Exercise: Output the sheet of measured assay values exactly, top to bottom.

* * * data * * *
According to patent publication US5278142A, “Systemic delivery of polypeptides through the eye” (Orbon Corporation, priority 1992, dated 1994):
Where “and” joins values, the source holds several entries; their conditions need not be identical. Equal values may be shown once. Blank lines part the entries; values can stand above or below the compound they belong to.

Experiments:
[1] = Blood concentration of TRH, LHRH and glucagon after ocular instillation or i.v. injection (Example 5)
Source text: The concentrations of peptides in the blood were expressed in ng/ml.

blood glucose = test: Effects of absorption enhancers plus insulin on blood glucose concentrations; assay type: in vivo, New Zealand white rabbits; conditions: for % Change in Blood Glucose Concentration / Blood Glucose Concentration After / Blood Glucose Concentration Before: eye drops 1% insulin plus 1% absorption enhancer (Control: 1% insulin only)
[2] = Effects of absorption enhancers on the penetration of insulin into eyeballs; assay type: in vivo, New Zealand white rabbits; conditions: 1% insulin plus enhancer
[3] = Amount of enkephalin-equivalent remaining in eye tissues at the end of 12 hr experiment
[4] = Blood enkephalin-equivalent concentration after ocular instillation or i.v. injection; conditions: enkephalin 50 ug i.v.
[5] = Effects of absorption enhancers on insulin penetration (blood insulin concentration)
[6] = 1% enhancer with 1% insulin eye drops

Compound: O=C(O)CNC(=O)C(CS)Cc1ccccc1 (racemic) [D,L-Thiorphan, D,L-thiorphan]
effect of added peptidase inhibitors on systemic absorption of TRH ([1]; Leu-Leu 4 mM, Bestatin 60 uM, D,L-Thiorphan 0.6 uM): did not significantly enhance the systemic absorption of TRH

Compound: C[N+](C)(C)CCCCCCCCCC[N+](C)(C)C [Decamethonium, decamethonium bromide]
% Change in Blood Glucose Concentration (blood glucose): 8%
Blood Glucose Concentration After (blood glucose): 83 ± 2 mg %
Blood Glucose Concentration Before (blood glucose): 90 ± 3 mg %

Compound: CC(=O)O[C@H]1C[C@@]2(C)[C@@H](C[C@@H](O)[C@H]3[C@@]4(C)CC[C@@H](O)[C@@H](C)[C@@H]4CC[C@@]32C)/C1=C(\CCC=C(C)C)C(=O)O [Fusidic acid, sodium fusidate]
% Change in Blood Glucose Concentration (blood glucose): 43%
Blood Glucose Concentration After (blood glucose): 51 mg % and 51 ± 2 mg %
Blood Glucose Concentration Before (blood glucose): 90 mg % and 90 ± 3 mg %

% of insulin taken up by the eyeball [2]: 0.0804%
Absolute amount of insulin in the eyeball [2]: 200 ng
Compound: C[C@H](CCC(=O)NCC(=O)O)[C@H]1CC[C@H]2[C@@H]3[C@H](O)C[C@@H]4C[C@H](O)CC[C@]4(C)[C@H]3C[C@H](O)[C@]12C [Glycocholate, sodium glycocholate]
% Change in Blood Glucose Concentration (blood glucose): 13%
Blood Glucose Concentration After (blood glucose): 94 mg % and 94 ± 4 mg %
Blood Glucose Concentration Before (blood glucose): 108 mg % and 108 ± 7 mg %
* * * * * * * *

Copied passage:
According to patent publication US5278142A, “Systemic delivery of polypeptides through the eye” (Orbon Corporation, priority 1992, dated 1994):
Where “and” joins values, the source holds several entries; their conditions need not be identical. Equal values may be shown once. Blank lines part the entries; values can stand above or below the compound they belong to.

Experiments:
[1] = Blood concentration of TRH, LHRH and glucagon after ocular instillation or i.v. injection (Example 5)
Source text: The concentrations of peptides in the blood were expressed in ng/ml.

blood glucose = test: Effects of absorption enhancers plus insulin on blood glucose concentrations; assay type: in vivo, New Zealand white rabbits; conditions: for % Change in Blood Glucose Concentration / Blood Glucose Concentration After / Blood Glucose Concentration Before: eye drops 1% insulin plus 1% absorption enhancer (Control: 1% insulin only)
[2] = Effects of absorption enhancers on the penetration of insulin into eyeballs; assay type: in vivo, New Zealand white rabbits; conditions: 1% insulin plus enhancer
[3] = Amount of enkephalin-equivalent remaining in eye tissues at the end of 12 hr experiment
[4] = Blood enkephalin-equivalent concentration after ocular instillation or i.v. injection; conditions: enkephalin 50 ug i.v.
[5] = Effects of absorption enhancers on insulin penetration (blood insulin concentration)
[6] = 1% enhancer with 1% insulin eye drops

Compound: O=C(O)CNC(=O)C(CS)Cc1ccccc1 (racemic) [D,L-Thiorphan, D,L-thiorphan]
effect of added peptidase inhibitors on systemic absorption of TRH ([1]; Leu-Leu 4 mM, Bestatin 60 uM, D,L-Thiorphan 0.6 uM): did not significantly enhance the systemic absorption of TRH

Compound: C[N+](C)(C)CCCCCCCCCC[N+](C)(C)C [Decamethonium, decamethonium bromide]
% Change in Blood Glucose Concentration (blood glucose): 8%
Blood Glucose Concentration After (blood glucose): 83 ± 2 mg %
Blood Glucose Concentration Before (blood glucose): 90 ± 3 mg %

Compound: CC(=O)O[C@H]1C[C@@]2(C)[C@@H](C[C@@H](O)[C@H]3[C@@]4(C)CC[C@@H](O)[C@@H](C)[C@@H]4CC[C@@]32C)/C1=C(\CCC=C(C)C)C(=O)O [Fusidic acid, sodium fusidate]
% Change in Blood Glucose Concentration (blood glucose): 43%
Blood Glucose Concentration After (blood glucose): 51 mg % and 51 ± 2 mg %
Blood Glucose Concentration Before (blood glucose): 90 mg % and 90 ± 3 mg %

% of insulin taken up by the eyeball [2]: 0.0804%
Absolute amount of insulin in the eyeball [2]: 200 ng
Compound: C[C@H](CCC(=O)NCC(=O)O)[C@H]1CC[C@H]2[C@@H]3[C@H](O)C[C@@H]4C[C@H](O)CC[C@]4(C)[C@H]3C[C@H](O)[C@]12C [Glycocholate, sodium glycocholate]
% Change in Blood Glucose Concentration (blood glucose): 13%
Blood Glucose Concentration After (blood glucose): 94 mg % and 94 ± 4 mg %
Blood Glucose Concentration Before (blood glucose): 108 mg % and 108 ± 7 mg %